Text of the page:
The ending was the hardest scene for me to write, when Sonja, feeling betrayed by Fran and her family, seeks revenge. I don’t want to give the ending away but I wanted to show the depths of Sonja’s tragedy because I think there are many, many young people like her—who have no family support and are alone in the world. She hoped Frances’s family would take her in, and when Frances told her she didn’t want Sonja to live with her family, Sonja seeks revenge. I hoped in the writing of the final scenes, Sonja would be seen as a tragic figure rather than a cruel teenage girl. I wanted to show the reasons for her anger. She says to Fran, “No one deserves your kind of innocence.” What she means is that Frances has a family to support her. For Sonja, it is very painful to be best friends with Frances who has everything she wants.
Did you model a character after someone you know?
All my characters to some extent come from people I know. I have had two family members struggle with bipolar disorder, so I know the impact of mania and depression on families. I understood Frances’s feelings of responsibility for her father very well. And I have known many Sonjas—brilliant, funny, brave who have made my life feel bigger and more exciting.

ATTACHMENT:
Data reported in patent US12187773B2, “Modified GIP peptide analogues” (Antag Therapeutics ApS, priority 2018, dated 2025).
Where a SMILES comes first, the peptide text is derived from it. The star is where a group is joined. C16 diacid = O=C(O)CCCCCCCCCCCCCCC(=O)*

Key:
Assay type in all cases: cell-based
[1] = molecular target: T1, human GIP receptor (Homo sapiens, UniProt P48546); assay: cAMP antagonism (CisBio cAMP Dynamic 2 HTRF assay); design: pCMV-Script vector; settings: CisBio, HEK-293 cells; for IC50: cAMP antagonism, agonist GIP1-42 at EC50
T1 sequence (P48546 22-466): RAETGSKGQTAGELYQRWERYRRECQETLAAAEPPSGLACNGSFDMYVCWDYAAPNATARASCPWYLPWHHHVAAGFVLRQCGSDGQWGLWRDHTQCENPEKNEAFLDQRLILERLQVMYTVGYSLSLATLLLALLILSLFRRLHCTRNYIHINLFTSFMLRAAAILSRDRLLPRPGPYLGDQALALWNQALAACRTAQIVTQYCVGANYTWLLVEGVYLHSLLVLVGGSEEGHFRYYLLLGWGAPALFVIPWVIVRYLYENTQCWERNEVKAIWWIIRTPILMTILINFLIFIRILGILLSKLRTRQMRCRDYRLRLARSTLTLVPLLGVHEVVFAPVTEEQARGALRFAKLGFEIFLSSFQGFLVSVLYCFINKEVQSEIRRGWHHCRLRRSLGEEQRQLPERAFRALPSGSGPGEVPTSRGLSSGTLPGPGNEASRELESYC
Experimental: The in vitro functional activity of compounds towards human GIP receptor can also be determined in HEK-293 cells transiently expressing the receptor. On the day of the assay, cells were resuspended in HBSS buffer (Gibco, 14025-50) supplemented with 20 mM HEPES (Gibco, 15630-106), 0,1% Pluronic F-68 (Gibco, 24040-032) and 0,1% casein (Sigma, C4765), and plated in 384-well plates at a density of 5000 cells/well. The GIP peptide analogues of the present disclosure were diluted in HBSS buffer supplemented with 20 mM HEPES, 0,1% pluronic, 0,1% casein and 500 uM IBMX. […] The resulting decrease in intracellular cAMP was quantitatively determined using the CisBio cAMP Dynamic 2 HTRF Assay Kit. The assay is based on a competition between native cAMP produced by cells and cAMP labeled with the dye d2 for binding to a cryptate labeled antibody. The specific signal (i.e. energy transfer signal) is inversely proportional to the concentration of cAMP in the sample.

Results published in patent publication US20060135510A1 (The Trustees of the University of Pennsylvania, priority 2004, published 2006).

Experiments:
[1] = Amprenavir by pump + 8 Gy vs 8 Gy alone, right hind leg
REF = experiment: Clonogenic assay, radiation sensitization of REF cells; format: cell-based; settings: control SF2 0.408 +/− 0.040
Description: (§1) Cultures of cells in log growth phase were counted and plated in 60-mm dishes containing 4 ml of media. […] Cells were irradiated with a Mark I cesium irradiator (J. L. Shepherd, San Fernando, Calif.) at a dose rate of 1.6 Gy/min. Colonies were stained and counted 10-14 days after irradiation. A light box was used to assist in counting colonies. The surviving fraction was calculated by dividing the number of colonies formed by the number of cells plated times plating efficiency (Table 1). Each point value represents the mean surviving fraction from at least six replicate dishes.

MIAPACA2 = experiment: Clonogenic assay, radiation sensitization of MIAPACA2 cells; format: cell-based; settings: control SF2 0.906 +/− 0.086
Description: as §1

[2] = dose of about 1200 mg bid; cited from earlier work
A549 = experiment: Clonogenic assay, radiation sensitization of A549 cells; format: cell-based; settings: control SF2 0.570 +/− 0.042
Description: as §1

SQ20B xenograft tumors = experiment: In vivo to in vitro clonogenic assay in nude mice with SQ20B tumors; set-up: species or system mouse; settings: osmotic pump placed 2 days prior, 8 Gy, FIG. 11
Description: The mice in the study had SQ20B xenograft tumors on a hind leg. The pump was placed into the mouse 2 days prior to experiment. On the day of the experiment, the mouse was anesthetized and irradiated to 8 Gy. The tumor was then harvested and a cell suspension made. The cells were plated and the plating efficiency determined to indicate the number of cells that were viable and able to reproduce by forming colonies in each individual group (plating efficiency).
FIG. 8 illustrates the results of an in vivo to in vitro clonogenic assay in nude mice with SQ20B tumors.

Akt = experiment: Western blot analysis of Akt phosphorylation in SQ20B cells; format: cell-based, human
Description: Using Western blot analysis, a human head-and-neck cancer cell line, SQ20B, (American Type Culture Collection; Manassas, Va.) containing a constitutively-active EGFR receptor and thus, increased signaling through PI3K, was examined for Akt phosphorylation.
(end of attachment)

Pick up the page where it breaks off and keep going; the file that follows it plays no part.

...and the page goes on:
If you’re planning a sequel, can you share a tiny bit about your plans for it?
I am not planning a sequel. I think most good sequels are plot driven, and I am character driven writer. But who knows? If I did do a sequel, I think Sonja would show up at the same college as Frances and their story would continue on a college campus.
Could you share one detail from your current release with readers that they might not find in the book?